Ceramic Wine Pots

 

 

This-vessel-was-used-to-mix-wine-and-water-and-dates-from-the-second-half-of-the-fourth-century-BCE

  Volute Krater used for mixing wine with water

4th century BCE

 

 Georgian wine pots of antiquity

 

When it comes to wine, I now very little about tasting notes or wide palete, but two things I know is that the ancient Greeks had an amazing array of different vessels for the storage and consumption of wine, and Georgian viticulture goes back 8000 years. Just like the ancient Greeks, Phoenicians and Romans used the clay pithos and amphorae for their wines, the Georgians to this day still use the clay “qvevrie” for wine production. Wine cultivation is deeply entrenched in the Georgian culture, and the traditional qvevrie is used for making, ageing and storage of their wine and part of that process involves burying it beneath the ground for optimal temperature, fermentation and ageing. Almost every single farmer and also a majority of city dwellers in Georgia are wine makers.
The basic technological process consists of pressing grapes in a Satsnakheli (wine press), pouring the grape must and the “chacha” (grape skins, stalks and pips) into a “Qvevri” (the mixture fills around 80-85%), filling, sealing the “Qvevri” and leaving the mixture to age for 5-6 months. The skinless variety is buried in the ground up to 2 years. The egg shaped qvevrie promotes a natural convection of the internal fluids.
Unesco is considering adding the qvevri method to their world heritage list to preserve the craft as their are only a few good qvevrie makers still active. The favoured “Kakhetian” method creates a unique golden coloured wine. One of their favourite wines is the Tsistka, which has apple blossom and wild herbs mixed in during production.

 

Large qvevri wine pot. Georgia

 Huge qvevri coil built wine pot  – Georgia, Europe

Judging by the cart next to the pot, it is maybe 18 feet in height. .

 

 

 

Qvevri pots in monastery floor

The traditional method of wine-making continues to live in the centuries old monasteries.

 

 

 

Qvevri pot cleaning in Georgia

Cleaning qvevri pots

 

 

 

Monastery qvevri wine pots

Qvevri pots at the Georgian Telavi Monastery

 

 

 

kvevri pot in Georgian park

 A discarded pot from a park wino?

 

 

 

Burying a Georgian Qvevri wine pot

 Lowering a qvevri pot into a pit.

Georgia

 

 

 

glexi-qvevri wine tasting

 Qvevri wine connoisseur

 

 

 

Citroen carrying a qvevri pot in Georgia

 Qvevri pot transportation

 

 

 

Qvevri pots in a Georgian vineyard

 Go forth and multiply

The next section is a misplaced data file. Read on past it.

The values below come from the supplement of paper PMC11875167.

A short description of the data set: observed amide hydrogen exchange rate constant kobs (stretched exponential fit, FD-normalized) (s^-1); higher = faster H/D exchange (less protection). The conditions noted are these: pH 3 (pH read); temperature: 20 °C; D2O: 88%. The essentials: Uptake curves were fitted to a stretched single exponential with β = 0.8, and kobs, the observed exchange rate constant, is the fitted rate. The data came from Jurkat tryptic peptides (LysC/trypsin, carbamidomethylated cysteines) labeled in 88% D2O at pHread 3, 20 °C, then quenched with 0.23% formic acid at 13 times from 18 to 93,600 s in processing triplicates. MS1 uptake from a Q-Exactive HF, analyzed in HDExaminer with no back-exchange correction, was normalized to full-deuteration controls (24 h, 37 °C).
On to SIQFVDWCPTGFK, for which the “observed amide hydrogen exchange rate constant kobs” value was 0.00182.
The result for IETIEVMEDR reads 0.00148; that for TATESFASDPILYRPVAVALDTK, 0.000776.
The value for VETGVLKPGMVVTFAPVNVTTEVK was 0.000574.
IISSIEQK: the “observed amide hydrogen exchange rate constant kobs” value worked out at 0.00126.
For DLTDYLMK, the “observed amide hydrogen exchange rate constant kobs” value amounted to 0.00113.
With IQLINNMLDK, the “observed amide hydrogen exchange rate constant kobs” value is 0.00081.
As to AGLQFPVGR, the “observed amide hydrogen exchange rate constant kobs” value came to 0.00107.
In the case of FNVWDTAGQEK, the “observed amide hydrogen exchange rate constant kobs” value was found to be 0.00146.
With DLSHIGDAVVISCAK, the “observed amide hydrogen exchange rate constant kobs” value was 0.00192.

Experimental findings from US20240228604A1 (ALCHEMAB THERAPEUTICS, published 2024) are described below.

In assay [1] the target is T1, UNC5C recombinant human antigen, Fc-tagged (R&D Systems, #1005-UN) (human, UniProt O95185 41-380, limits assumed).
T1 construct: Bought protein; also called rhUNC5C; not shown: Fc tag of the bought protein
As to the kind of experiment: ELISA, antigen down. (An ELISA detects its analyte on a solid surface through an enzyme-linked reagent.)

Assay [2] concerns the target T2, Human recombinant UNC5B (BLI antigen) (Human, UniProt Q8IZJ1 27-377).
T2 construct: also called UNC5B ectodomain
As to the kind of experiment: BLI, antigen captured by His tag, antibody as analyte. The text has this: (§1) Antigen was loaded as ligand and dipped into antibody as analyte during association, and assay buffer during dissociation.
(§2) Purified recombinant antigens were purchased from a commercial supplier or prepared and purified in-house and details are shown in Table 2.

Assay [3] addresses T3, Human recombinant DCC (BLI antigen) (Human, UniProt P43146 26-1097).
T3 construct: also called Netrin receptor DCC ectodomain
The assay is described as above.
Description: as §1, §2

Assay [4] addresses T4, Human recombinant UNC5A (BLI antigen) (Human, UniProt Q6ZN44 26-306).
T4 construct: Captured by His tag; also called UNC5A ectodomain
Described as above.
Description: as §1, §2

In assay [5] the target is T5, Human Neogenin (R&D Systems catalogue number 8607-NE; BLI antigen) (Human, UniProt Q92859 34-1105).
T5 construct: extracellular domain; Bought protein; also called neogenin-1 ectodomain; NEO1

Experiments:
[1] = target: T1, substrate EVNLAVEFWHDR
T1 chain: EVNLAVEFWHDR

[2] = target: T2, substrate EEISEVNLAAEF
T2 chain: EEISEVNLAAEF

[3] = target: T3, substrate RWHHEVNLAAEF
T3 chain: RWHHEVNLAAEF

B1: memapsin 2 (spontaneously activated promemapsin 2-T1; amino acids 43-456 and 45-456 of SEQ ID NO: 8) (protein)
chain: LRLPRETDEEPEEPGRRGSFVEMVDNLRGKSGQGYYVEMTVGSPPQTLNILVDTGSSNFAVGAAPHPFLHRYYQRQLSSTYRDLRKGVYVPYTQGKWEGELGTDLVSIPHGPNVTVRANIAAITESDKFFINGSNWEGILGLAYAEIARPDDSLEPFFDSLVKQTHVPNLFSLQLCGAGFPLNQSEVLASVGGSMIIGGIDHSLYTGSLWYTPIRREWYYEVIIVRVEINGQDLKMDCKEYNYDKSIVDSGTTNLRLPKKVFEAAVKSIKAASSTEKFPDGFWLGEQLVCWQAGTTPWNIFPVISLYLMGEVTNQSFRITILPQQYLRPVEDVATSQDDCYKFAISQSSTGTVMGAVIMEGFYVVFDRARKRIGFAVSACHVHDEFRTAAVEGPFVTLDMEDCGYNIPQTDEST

Kverkis Old georgian wine pot

A Georgian ancestor  with a giant qvevri

 

 

 

Georgia kvevri pots drying

 Qvevri pots in production

 

 

 

Wine at the monestary - Kakheti,-Georgia

Kakheti, Georgia-  Gremi, the royal citadel and the Church of the Archangels, famous for its qvevri wine.

 

 

Ancient Greek Wine Pots

 

The wines of the ancients were a symbol of fertility, immortality, and divinity and had a reverential regard. Wine consumption wasn’t purely indulged in for ceremony or drunken revelry. Testing of ancient pots has revealed, from residues, the presence of medicinal herbs like myrrh, pine resin, and other substances like honey which contained anti-bacterial or even antiseptic properties.It was a standard practice to coat the inside of a wine amphora with propolis, a resinous sealant made by bees, which also had a medicinal reputation. The mixing of wine with water in a ratio of 1:4 was more then likely for the purpose of making the water safe to consume. There is much evidence of the popularity of volute kraters which were used for this purpose. Both the Egyptians and Chinese developed herbal remedies using wines which acted as solvents to break down and extract the active ingredients and this pharmacopeia was passed down through time to the Hebrews, Greeks and Romans. Initially in the ancient Mediterranean, wine was primarily drunk by the wealthier classes, but by the Roman period, it was cheap enough for it to become a pastime of the masses.

 

 

 

apollo cup white-ground kylix;-Greek,-480-70-BCE

 Apollo cup white ground kylix – Greek

480-70-BCE

 

 

 

Apulian Red Figure Squat Lekythos with Aphrodite and Eros---4th-Century-BC

 Italian Red Figure Squat Lekythos with Aphrodite and Eros

4th CenturyBC

 

 

 

Bacchus Roman God of Wine Dionysus

Dionysus –  Bacchus Roman God of Wine

 

 

 

Black Figured Amphora_(Jar) With a Frieze of Dancing Satyrs and Maenads

 Dancing Satyrs and Maenads on a Black Figured Amphora

Made in Athens between 540 – 510 BC. Attributed to Painter N, and signed by Nikosthenes the potter.

British Museum

 

 

 

 

Ancient Greek Pottery - Rhyton with Dionysus---the god of wine

 Ceremonial rhyton held by Dionysos

 

 

 Greek-Apulian-Red-Figure-Epichysis

Epichysis, or wine vessel,  from the Apulia region of Italy depicting a reclining nude Satyr.

Old Native Arts and Unusual Antiques

A Native Arts & Unusual Antiques Store located in Portland, OR. Est. in 1974, Curated by Arthur W. Erickson – 19th and 20th Century Arts, Artifacts & Antiques.

 

 

earthenware platter with Pomona,-goddess-of-gardens-and-orchards

 

This earthenware platter, influenced by the work of ceramist Bernard Palissy, illustrates the rustic and formal aspects of a French garden with Pomona, goddess of gardens and orchards.

MET

 

 

Blue statue of Bacchante with grapes' - a tribute to Bourdelle by Jean Mayodon

‘Bacchante with grapes’ – a tribute to Bourdelle by Jean Mayodon

 

Cypriote,-Tankard,-1400-1350-BCE,-terracota

Terracotta  tankard  Cypriote

1400-1350 BCE

 

 

 

 

Etruscan terracotta oinochoe-(jug)-in the form of a woman's head,-late-4th-century-BCE-mharrsch-flickr

 Etruscan terracotta oinochoe (jug) in the form of a woman’s head, late 4th century BCE

mharrsch-flickr

 

 

 

Greek, Attic, red figure terracotta kantharos (drinking cup with high-handlesca.-490-480-B.C

 Greek red figure terracotta kantharos (drinking cup with high handlesca )

Attic, 490-480-B.C

 

 

 

 

Greek amphora, National Archaeological Museum of Athens, showing the goddess Athena

Large Greek amphora, , showing the goddess Athena

National Archaeological Museum of Athens

 

 

 

 

GREEK-CANOSAN-VOLUTE-KRATER,-Canosa,-Southern-Italy

 Volute Krater – Canosa, Italy